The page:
One bank is already lending on the basis of borrowers being able to get Facebook friends to serve as human collateral.
Perhaps no company has gone as far as Lenddo, a Hong Kong start-up that owns online lenders in Colombia and the Philippines. Loan-seekers ask Facebook friends to vouch for them. To determine if those who say “yes” are real friends rather than mere Facebook contacts, Lenddo’s software checks messages for shared slang or wording that suggests affinity. What’s more, the credit scores of those who have vouched for a borrower are damaged if he or she fails to repay. Put the word out about this “social-enforcement mechanism” and “boom, the money shows up,” says Jeff Stewart, Lenddo’s boss.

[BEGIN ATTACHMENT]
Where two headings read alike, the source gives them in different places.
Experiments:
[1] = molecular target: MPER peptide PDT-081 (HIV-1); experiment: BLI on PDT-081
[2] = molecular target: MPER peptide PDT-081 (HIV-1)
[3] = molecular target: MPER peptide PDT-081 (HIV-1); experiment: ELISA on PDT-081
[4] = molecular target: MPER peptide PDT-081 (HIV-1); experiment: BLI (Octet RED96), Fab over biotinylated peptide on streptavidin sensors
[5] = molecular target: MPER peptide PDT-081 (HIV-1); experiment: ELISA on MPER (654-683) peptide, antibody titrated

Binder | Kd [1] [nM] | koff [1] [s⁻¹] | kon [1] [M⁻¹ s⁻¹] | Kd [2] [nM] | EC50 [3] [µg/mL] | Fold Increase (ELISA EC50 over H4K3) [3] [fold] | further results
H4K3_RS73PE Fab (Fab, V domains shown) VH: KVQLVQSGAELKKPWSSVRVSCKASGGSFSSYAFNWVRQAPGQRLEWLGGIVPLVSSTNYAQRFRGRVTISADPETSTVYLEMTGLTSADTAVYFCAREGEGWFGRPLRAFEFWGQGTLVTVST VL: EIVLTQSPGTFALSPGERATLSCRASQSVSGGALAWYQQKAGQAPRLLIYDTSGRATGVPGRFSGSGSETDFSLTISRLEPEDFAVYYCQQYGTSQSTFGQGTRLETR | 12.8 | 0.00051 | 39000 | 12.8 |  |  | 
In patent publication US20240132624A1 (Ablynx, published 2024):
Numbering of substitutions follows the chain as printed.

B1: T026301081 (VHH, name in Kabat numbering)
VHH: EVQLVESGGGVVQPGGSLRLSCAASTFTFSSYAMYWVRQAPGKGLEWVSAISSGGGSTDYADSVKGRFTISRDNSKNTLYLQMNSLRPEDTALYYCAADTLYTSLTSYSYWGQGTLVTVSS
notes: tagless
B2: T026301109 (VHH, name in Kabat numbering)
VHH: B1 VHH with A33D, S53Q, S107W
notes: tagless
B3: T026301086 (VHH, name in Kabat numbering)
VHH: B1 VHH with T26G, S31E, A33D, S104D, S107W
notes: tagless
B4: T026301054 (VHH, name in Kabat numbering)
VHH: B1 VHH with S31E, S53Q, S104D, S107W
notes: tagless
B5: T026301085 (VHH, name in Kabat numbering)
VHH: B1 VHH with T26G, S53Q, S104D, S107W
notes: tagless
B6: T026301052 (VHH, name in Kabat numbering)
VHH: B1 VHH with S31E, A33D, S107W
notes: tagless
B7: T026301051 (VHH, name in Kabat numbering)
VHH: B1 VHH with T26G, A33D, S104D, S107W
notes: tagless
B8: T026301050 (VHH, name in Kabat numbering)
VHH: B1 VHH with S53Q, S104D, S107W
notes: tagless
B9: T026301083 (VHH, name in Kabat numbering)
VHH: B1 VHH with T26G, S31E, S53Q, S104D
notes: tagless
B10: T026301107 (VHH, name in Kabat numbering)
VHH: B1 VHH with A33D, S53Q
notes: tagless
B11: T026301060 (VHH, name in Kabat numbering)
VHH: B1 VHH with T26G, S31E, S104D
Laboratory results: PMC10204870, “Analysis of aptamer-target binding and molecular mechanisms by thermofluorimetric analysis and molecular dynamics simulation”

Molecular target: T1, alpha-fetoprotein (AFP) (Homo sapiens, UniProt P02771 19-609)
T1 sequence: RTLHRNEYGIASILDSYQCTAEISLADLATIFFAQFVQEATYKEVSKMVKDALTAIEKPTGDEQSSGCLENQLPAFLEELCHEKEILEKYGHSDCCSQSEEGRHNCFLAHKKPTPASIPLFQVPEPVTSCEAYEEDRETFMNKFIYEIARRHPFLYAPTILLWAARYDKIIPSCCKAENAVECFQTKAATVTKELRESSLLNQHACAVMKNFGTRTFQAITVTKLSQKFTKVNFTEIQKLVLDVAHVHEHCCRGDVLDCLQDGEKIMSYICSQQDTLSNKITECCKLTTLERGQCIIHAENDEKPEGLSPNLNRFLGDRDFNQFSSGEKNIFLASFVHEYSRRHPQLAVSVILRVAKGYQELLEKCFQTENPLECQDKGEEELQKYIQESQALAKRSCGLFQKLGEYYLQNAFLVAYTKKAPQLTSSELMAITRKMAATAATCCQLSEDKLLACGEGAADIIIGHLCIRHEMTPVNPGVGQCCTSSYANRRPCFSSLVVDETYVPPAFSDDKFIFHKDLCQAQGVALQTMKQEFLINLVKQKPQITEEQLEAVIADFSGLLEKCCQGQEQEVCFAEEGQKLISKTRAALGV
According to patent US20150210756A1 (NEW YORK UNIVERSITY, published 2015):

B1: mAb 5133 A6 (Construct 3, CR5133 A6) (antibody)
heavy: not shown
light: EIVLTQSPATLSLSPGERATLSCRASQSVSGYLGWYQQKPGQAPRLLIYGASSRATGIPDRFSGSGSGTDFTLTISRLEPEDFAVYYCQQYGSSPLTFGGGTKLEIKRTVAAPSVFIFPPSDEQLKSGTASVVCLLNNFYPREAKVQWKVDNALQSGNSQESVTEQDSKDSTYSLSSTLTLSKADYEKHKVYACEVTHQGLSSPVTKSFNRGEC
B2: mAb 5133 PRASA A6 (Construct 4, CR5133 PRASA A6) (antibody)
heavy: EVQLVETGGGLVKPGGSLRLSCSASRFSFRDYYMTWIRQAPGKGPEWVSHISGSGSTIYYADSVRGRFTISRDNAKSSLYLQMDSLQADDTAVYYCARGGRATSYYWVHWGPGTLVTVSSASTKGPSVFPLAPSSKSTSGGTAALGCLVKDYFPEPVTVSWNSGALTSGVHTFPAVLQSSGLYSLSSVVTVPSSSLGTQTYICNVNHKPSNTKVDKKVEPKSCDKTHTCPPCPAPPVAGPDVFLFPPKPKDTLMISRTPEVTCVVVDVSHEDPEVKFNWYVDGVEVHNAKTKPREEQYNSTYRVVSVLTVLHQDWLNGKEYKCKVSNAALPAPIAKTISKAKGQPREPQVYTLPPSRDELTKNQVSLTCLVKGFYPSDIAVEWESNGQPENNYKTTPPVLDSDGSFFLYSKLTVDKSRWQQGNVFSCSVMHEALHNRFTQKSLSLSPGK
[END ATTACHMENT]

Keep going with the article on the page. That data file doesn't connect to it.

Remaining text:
Nothing like having your digital kneecaps broken because some deadbeat friend of yours couldn’t make a payment. Better purge all those high school friends from your Facebook who aren’t likely to be successful; get rid of all those college friends who seem weird or who update about unsavory low-class, low-status things. Reify your habitus! And do it fast, before it costs you. Never mind that your habitus is precisely what you take for granted about how you see the world: subject yourself to rigorous observation and then make yourself conform to the signifiers of status! You wouldn’t want your friends to get hurt, would you? You wouldn’t want them to drop you, right?
-Rob Horning, “Social-Media Redlining and ‘Social Enforcement’ “